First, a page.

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Does C# 4.0's ExpandoObject support Prototype-based inheritance? If not, why not (was it by design?) and how could this be implemented? If yes, how does it work and what differences are there compared to the way it works in Javascript?

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Interesting question. I suppose the biggest problem I can think of is instance methods - if you have any, how can you reference this? Shallow-Copying all properties should be easy enough, but I think your question broader than that. Why would you need this, by the way? Academic interest? –  Kobi May 31 '10 at 10:45
    
General interest, more than academic... Seeing the new-found orientation of C# towards dynamic typing in their 4.0 version, the question came up in my mind as to how far did they take this. Prototype-based inheritance is, after all, a feature of some dynamically-typed languages. –  luvieere May 31 '10 at 10:59

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Does C# 4.0's ExpandoObject support Prototype-based inheritance?

First off, note that the ExpandoObject class has nothing whatsoever to do with C# 4.0. The C# team did not design or implement this object. C# 4.0 and the ExpandoObject class merely happen to both ship with the latest version of .NET.

To answer your question I refer you to the documentation for ExpandoObject, which clearly states:

The ExpandoObject class is an implementation of the dynamic object concept that enables getting, setting, and invoking members. If you want to define types that have their own dynamic dispatch semantics, use the DynamicObject class.

As the documentation states, if you want custom dispatch semantics above mere invoking of members then use the DynamicObject class.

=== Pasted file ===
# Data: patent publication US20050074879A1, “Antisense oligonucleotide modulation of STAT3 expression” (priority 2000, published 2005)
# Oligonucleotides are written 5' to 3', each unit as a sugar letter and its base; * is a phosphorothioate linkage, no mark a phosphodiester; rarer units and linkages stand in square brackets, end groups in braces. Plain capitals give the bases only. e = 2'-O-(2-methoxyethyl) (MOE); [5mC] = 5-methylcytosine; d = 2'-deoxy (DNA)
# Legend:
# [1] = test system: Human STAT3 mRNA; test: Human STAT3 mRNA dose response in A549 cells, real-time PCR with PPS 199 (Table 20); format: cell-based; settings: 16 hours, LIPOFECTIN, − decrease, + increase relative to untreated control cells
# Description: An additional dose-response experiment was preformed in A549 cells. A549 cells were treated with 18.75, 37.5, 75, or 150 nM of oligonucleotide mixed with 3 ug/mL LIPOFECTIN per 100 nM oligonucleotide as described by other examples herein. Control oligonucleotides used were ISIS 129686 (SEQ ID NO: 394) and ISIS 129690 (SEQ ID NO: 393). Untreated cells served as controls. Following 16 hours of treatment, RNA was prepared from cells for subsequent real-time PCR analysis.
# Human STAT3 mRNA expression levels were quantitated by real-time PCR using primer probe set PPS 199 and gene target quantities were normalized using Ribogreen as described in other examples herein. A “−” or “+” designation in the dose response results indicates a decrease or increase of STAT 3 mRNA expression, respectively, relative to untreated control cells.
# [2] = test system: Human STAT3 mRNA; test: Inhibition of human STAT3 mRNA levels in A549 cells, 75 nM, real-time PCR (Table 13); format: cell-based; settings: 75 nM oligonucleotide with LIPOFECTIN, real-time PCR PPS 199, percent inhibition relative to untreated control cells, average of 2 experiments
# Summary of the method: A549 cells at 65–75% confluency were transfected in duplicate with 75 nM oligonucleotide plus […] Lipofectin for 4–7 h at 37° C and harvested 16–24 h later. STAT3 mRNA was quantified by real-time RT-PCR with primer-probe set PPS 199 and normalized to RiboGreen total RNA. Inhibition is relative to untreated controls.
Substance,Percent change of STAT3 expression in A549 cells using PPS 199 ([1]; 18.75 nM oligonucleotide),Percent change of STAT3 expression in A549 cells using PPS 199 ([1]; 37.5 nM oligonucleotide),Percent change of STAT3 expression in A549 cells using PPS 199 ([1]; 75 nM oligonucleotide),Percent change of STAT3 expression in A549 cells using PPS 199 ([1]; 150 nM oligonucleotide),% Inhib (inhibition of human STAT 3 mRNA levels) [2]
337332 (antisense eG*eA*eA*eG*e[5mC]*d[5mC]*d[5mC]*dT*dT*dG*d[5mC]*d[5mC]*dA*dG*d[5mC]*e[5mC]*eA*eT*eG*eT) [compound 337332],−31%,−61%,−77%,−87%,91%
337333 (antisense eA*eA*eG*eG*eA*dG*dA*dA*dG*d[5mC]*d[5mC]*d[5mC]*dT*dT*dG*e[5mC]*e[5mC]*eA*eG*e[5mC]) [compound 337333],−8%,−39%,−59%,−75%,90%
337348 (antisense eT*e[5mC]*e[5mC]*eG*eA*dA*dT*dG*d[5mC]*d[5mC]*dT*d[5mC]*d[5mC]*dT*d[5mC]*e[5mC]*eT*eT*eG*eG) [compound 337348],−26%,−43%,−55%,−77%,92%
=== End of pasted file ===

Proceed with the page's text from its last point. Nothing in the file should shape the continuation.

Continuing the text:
If not, why not? was it by design?

Someone might want an expando object but that person might neither want nor need prototype inheritance. Expando objects do not logically require any form of inheritance.

how could this be implemented?

Use the DynamicObject object. Write your own prototype inheritance mechanism.

If yes, how does it work and differences are there to the way it works in Javascript?

If you are attempting to write your own prototype inheritance that is exactly like JScript's, I encourage you to read the ECMAScript specification extremely carefully. Prototype inheritance looks simple, but there are subtleties that most people get wrong. For example, even JScript experts often get this little puzzle wrong. What does this JScript code print?

var Animal = new Object(); 
function Reptile() { } 
Reptile.prototype = Animal; 
var lizard = new Reptile(); 
print(lizard instanceof Reptile); // this is true
print(lizard.constructor == Reptile);  // is this true or false? explain your answer!

Prototype inheritance does not always work the way you think it does! For an explanation of what this prints and why, see my article on the subject.

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